While that was happening, the second major turning point in my life happened and that was this. People were coming to me, saying, “Marco, I see you’re buying a lot of property. Can you help me? Can you coach me? Can you mentor me?” And I said, “I’m honored that you asked, but I honestly don’t have the time to do that. I’m too busy doing my own stuff, my own deals,” but what I did say to them was this, “I see a lot of deal flow. I’m not buying all the properties I’m looking at. So, why don’t I just either hand over the ones I’m not buying or if I have them under contract, I will sign the contract to you and make a small profit.” That was what created Norada Real Estate Investments. That was the day or the month or the time that I started this existing business.

 

It was an opportunity I saw. It was a light bulb moment. I saw the opportunity. There was a need for people to have someone guide them in actually pulling the trigger and buying property. They were getting the education, they were spending the money on it. They were reading books or going to boot camps, but they weren’t buying property. And I thought, this is perfect, this is what I love doing and I’m good at. Why don’t I find the markets, the neighborhoods, the deals for you and provide that to you? And that’s how the business was born. So, one, full-time real estate investing took off like a rocket. And two, I started a business that is literally helping thousands upon thousands of people create wealth and financial independence through real estate.

 

Justin Donald: That’s incredible, Marco. And I love it. Your journey isn’t just about you. It’s about bringing other people alongside you, arm in arm, and accomplishing this vision of passive income and real estate is the vehicle, it’s a great vehicle. I’ve invested in real estate for years and I’m in many different asset classes and I’m just so excited about it as an asset class in general. Now, you’ve got some different types that are very overpriced or definitely at the high end of the cap rate spectrum or price spectrum. So, I’m curious where you’re finding the sweet spot.

 

Marco Santarelli: You’re asking in terms of the types of real estate or are you talking about the areas in the country?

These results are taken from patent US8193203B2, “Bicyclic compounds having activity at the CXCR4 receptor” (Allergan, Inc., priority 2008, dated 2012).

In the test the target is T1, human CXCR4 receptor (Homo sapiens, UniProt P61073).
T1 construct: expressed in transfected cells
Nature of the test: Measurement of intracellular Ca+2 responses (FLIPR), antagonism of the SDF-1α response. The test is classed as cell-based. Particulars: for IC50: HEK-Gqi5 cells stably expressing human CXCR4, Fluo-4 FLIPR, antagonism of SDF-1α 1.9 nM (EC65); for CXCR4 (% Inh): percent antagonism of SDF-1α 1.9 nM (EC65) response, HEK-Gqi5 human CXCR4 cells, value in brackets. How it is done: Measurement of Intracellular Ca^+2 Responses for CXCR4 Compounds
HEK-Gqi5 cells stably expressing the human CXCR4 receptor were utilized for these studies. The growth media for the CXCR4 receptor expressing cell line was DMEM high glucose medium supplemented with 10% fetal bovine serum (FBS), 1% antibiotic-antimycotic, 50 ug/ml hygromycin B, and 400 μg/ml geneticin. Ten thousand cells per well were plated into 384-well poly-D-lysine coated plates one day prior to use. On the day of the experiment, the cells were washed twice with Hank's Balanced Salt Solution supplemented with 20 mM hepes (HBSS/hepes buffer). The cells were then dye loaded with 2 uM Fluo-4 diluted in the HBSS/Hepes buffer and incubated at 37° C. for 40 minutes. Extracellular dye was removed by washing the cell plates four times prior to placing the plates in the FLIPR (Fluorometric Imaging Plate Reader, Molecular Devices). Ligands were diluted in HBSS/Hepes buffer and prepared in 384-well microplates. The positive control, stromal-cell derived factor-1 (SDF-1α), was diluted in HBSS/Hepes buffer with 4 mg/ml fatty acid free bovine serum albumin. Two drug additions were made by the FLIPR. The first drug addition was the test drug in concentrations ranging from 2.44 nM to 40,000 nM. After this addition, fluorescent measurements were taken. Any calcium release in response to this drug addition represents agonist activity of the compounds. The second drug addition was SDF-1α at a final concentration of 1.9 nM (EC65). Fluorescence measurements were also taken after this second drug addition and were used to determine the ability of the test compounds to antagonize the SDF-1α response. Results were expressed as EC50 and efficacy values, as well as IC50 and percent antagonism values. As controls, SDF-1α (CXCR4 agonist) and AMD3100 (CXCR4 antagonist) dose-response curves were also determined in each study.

Justin Donald: Either, I mean, we could get into both. I think both are extremely relevant.

 

Marco Santarelli: Well, I’m incredibly bullish on residential real estate, and the reasons are probably obvious to many, I am not so bullish on the commercial space, especially in terms of retail just because there’s been a lot of suffering, well, actually, over the last decade, but specifically over the last year and a half, with COVID, a lot of the service space, businesses have been either put out of business or really displaced, but I’m very bullish on residential real estate for many reasons. One, we have an environment in this country right now where we have a huge shortage on inventory. Meanwhile, we have tremendous demand in most every market across the country for residential real estate. So, that’s a bullish environment.

 

You want to talk about locations, we can get into that, but you have to understand fundamentals when it comes to real estate investing. If you’re looking for strong fundamentals, you want to be where there’s demand, strong demand and growth. The two core things I look at in the market are jobs, job growth, and population growth. If you have those three things, really it’s two, but those three things working for you, you can’t help but to see prices go up. Prices appreciate as well as rents follow that it usually trails behind, but you see prices go up and then rents will follow behind, but that’s what we’re experiencing in a lot of the markets, especially in the Southeast parts, most parts of the Midwest and the Northeast. That’s actually true in the west as well, but the Western markets are so pricey.

 

Actually, you’re in the nominal market being in Austin. Austin has also become quite a pricey market, being kind of a jeweler in Texas, but we’re seeing this all over the country, housing shortage. In fact, Freddie Mac had a report that was out recently and they were basically saying, depending on which part you read and which– it was a couple of reports that came out, but they were basically saying by the year 2030, which is nine years away, we would have anywhere from 900,000 housing unit shortage to a four million housing units shortage by the year 2030. That’s an incredible shortage.